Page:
Lapse Rate and SnowEdit

Universe Sandbox includes a graphical representation of snow that will be present on mountain peaks above a certain elevation if water is present. The snow is not directly simulated, like ice and water are.

The resolution of the simulated surface of an object in Universe Sandbox is generally lower than the resolution of the heightmap used to display the object in a simulation. This is due to the performance demands of surface simulation. If Universe Sandbox used only the Temperature map to calculate where snow should be displayed on the surface, the distribution of snow would have a lower resolution than the rest of the graphical surface.

Instead, for each object, Universe Sandbox calculates how temperature changes with the elevation of the high-resolution heightmap, and uses this temperature to determine where snow is present. The relationship between temperature and elevation depends on the Lapse Rate of temperature, or the rate at which temperature changes with altitude. The Lapse Rate depends on the Surface Pressure, Surface Gravity, and Average Surface Temperature of the object.

Lapse Rate measures the change in temperature based on the change in elevation from sea level, and is displayed in the following units:

  • Degrees Celsius per meter (°C/m)
  • Degrees Celsius per kilometer (°C/km) = 0.001 °C/m

Material PhasesEdit

Universe Sandbox tracks three phases of water across the surface of the object. At every time step, at every point on the surface map, Universe Sandbox calculates how much of water will exist as a solid, liquid, or gas. The temperatures at which water changes between these phases (e.g., the Boiling Point or Freezing Point) depend on several properties of the object, including its Surface Pressure.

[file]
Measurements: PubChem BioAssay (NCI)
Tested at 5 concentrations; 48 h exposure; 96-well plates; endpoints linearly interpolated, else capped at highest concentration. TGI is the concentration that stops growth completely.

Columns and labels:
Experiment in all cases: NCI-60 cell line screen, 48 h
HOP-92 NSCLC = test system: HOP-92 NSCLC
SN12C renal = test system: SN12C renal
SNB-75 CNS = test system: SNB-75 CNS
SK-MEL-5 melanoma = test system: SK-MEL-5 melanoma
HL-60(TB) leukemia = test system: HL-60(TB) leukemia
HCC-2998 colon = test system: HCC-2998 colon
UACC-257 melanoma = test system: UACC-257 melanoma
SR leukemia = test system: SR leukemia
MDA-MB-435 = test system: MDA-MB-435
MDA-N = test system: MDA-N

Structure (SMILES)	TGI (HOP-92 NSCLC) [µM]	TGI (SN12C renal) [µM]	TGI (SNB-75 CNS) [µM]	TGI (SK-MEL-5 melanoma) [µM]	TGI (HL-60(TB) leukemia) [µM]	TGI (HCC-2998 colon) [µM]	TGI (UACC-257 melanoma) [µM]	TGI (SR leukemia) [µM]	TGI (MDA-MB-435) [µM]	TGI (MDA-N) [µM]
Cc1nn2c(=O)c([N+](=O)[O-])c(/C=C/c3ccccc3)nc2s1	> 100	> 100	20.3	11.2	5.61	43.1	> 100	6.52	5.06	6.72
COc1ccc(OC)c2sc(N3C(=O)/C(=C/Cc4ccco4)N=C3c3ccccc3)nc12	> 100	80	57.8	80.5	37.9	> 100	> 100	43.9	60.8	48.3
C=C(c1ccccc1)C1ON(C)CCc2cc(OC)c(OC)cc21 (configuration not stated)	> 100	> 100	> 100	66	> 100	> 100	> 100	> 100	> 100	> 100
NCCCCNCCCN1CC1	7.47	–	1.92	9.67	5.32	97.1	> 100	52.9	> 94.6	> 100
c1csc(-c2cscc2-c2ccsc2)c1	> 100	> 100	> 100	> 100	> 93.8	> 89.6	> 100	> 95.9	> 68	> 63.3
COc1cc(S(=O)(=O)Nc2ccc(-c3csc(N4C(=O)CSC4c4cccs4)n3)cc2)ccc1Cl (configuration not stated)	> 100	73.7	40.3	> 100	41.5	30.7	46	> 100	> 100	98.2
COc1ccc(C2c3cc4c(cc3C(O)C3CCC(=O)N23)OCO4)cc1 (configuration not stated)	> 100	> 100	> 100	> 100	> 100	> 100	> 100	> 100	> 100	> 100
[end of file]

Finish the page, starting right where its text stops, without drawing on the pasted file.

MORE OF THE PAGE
The amount of water that exists as a solid at a given point on the surface is represented by the Ice Thickness, the amount of liquid by the Liquid Water Depth, and the amount of gas by the Water Vapor Pressure. Water in the liquid or gas state can also move across the surface (see below).

Vapor FlowEdit

The movement of water vapor across the surface of the object is simulated with a method similar to the one used to simulate heat diffusion. Vapor flows from areas of high pressure to areas of low pressure, so the vapor in a single point on the surface map of an object may spread or diffuse into nearby points, and the vapor in those points may spread to the first point. Universe Sandbox calculates this diffusion by using the FTCS method.

The water vapor pressure of each point on the surface map due to the water vapor present in that point is then updated based on the results of this diffusion calculation.

Liquid FlowEdit

The movement of liquid water across the surface of the object is simulated with a method similar to the one used to simulate heat diffusion and vapor flow. The rate at which liquid flows in each direction is determined by the difference in elevation in nearby regions, as well as the Surface Gravity of the object.

LimitationsEdit

Surface Map ResolutionEdit

Time Step LimitationsEdit